Empire of the Ants: What Insect Supercolonies Can Teach Us

John Whitfield in The Guardian: It is a familiar story: a small group of animals living in a wooded grassland begin, against all odds, to populate Earth. At first, they occupy a specific ecological place in the landscape, kept in check by other species. Then something changes. The animals find a way to travel to new places. They learn to cope with unpredictability. They adapt to new kinds of food and shelter. They are clever. And they are aggressive.

People have long drawn comparisons between ant societies and human ones – but in fact they are a reminder of how limited our influence on the world really is

In the new places, the old limits are missing. As their population grows and their reach expands, the animals lay claim to more territories, reshaping the relationships in each new landscape by eliminating some species and nurturing others. Over time, they create the largest animal societies, in terms of numbers of individuals, that the planet has ever known. And at the borders of those societies, they fight the most destructive within-species conflicts, in terms of individual fatalities, that the planet has ever known.

This might sound like our story: the story of a hominin species, living in tropical Africa a few million years ago, becoming global. Instead, it is the story of a group of ant species, living in Central and South America a few hundred years ago, who spread across the planet by weaving themselves into European networks of exploration, trade, colonisation and war. Some even stowed away on the 16th-century Spanish galleons that carried silver across the Pacific from Acapulco to Manila. During the past four centuries, these animals have globalised their societies alongside our own.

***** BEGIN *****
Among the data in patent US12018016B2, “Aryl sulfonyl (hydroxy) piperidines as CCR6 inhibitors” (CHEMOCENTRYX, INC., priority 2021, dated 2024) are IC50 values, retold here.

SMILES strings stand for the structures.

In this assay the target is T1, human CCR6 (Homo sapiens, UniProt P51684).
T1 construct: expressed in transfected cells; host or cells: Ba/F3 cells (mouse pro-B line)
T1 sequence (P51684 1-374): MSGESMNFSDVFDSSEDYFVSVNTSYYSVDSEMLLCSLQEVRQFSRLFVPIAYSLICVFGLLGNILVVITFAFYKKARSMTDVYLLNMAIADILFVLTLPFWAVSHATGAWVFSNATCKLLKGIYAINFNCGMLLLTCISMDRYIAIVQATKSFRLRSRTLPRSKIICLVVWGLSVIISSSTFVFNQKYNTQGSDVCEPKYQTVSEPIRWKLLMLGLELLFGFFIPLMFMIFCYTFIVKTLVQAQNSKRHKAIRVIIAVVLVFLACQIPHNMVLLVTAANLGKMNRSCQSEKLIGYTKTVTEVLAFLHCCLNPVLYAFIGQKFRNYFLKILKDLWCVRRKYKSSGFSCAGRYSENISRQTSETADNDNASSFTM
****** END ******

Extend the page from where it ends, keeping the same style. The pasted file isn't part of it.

It is tempting to look for parallels with human empires. Perhaps it is impossible not to see rhymes between the natural and human worlds, and as a science journalist I’ve contributed more than my share. But just because words rhyme, it doesn’t mean their definitions align. Global ant societies are not simply echoes of human struggles for power. They are something new in the world, existing at a scale we can measure but struggle to grasp: there are roughly 200,000 times more ants on our planet than the 100bn stars in the Milky Way.

In late 2022, colonies of the most notorious South American export, the red fire ant, were unexpectedly found in Europe for the first time, alongside a river estuary close to the Sicilian city of Syracuse. People were shocked when a total of 88 colonies were eventually located, but the appearance of the red fire ant in Europe shouldn’t be a surprise. It was entirely predictable: another ant species from the fire ants’ native habitats in South America had already found its way to Europe.

What is surprising is how poorly we still understand global ant societies: there is a science-fiction epic going on under our feet, an alien geopolitics being negotiated by the 20 quadrillion ants living on Earth today. It might seem like a familiar story, but the more time I spend with it, the less familiar it seems, and the more I want to resist relying on human analogies. Its characters are strange; its scales hard to conceive. Can we tell the story of global ant societies without simply retelling our own story?